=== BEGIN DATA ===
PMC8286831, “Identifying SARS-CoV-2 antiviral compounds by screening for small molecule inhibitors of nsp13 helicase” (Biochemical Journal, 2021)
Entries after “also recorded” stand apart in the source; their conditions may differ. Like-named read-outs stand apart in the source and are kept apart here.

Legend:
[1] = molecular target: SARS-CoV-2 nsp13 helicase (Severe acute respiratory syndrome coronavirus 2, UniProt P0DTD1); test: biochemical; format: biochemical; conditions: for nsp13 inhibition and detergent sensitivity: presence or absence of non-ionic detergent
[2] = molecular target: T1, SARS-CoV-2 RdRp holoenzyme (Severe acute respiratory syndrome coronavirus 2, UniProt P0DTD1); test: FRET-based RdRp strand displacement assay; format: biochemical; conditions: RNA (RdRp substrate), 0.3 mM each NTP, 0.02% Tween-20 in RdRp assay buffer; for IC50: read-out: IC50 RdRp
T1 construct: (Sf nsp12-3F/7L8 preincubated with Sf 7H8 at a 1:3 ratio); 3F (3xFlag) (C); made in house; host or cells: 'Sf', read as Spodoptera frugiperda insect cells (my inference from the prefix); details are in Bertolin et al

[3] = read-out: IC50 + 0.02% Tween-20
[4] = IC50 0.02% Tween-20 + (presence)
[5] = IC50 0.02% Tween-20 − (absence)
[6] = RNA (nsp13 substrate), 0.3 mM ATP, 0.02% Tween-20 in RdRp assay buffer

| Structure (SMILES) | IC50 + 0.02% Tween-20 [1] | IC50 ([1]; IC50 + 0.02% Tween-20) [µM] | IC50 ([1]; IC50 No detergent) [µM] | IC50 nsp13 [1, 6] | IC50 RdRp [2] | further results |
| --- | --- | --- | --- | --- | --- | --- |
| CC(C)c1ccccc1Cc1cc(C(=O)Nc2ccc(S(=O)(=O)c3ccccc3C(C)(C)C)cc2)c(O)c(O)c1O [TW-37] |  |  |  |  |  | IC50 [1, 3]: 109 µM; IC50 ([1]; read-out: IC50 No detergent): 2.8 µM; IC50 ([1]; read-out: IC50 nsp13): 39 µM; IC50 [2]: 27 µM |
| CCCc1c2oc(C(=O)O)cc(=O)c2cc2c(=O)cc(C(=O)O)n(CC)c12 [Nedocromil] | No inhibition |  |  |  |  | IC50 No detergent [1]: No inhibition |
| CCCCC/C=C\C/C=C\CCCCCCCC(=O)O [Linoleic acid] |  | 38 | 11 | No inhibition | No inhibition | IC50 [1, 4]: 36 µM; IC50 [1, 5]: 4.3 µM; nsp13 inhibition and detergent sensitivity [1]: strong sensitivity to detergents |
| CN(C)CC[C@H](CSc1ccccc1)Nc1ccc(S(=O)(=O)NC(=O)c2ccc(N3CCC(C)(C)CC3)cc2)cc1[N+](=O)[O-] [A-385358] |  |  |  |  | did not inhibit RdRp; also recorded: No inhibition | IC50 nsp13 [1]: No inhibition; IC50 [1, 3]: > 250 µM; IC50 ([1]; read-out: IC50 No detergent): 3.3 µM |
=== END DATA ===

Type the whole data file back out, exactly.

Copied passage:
PMC8286831, “Identifying SARS-CoV-2 antiviral compounds by screening for small molecule inhibitors of nsp13 helicase” (Biochemical Journal, 2021)
Entries after “also recorded” stand apart in the source; their conditions may differ. Like-named read-outs stand apart in the source and are kept apart here.

Legend:
[1] = molecular target: SARS-CoV-2 nsp13 helicase (Severe acute respiratory syndrome coronavirus 2, UniProt P0DTD1); test: biochemical; format: biochemical; conditions: for nsp13 inhibition and detergent sensitivity: presence or absence of non-ionic detergent
[2] = molecular target: T1, SARS-CoV-2 RdRp holoenzyme (Severe acute respiratory syndrome coronavirus 2, UniProt P0DTD1); test: FRET-based RdRp strand displacement assay; format: biochemical; conditions: RNA (RdRp substrate), 0.3 mM each NTP, 0.02% Tween-20 in RdRp assay buffer; for IC50: read-out: IC50 RdRp
T1 construct: (Sf nsp12-3F/7L8 preincubated with Sf 7H8 at a 1:3 ratio); 3F (3xFlag) (C); made in house; host or cells: 'Sf', read as Spodoptera frugiperda insect cells (my inference from the prefix); details are in Bertolin et al

[3] = read-out: IC50 + 0.02% Tween-20
[4] = IC50 0.02% Tween-20 + (presence)
[5] = IC50 0.02% Tween-20 − (absence)
[6] = RNA (nsp13 substrate), 0.3 mM ATP, 0.02% Tween-20 in RdRp assay buffer

| Structure (SMILES) | IC50 + 0.02% Tween-20 [1] | IC50 ([1]; IC50 + 0.02% Tween-20) [µM] | IC50 ([1]; IC50 No detergent) [µM] | IC50 nsp13 [1, 6] | IC50 RdRp [2] | further results |
| --- | --- | --- | --- | --- | --- | --- |
| CC(C)c1ccccc1Cc1cc(C(=O)Nc2ccc(S(=O)(=O)c3ccccc3C(C)(C)C)cc2)c(O)c(O)c1O [TW-37] |  |  |  |  |  | IC50 [1, 3]: 109 µM; IC50 ([1]; read-out: IC50 No detergent): 2.8 µM; IC50 ([1]; read-out: IC50 nsp13): 39 µM; IC50 [2]: 27 µM |
| CCCc1c2oc(C(=O)O)cc(=O)c2cc2c(=O)cc(C(=O)O)n(CC)c12 [Nedocromil] | No inhibition |  |  |  |  | IC50 No detergent [1]: No inhibition |
| CCCCC/C=C\C/C=C\CCCCCCCC(=O)O [Linoleic acid] |  | 38 | 11 | No inhibition | No inhibition | IC50 [1, 4]: 36 µM; IC50 [1, 5]: 4.3 µM; nsp13 inhibition and detergent sensitivity [1]: strong sensitivity to detergents |
| CN(C)CC[C@H](CSc1ccccc1)Nc1ccc(S(=O)(=O)NC(=O)c2ccc(N3CCC(C)(C)CC3)cc2)cc1[N+](=O)[O-] [A-385358] |  |  |  |  | did not inhibit RdRp; also recorded: No inhibition | IC50 nsp13 [1]: No inhibition; IC50 [1, 3]: > 250 µM; IC50 ([1]; read-out: IC50 No detergent): 3.3 µM |